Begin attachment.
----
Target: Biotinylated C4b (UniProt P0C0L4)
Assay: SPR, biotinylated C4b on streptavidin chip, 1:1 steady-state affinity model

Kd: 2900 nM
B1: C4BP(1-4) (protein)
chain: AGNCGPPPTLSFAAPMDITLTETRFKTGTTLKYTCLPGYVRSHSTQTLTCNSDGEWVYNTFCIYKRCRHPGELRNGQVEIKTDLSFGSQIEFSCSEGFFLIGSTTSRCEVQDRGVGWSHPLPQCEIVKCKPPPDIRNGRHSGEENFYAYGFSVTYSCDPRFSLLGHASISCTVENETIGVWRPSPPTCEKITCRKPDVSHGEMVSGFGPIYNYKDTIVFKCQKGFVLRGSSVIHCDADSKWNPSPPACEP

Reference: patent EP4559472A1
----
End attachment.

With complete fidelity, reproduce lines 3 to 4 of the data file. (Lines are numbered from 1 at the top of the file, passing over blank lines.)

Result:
Kd: 2900 nM
B1: C4BP(1-4) (protein)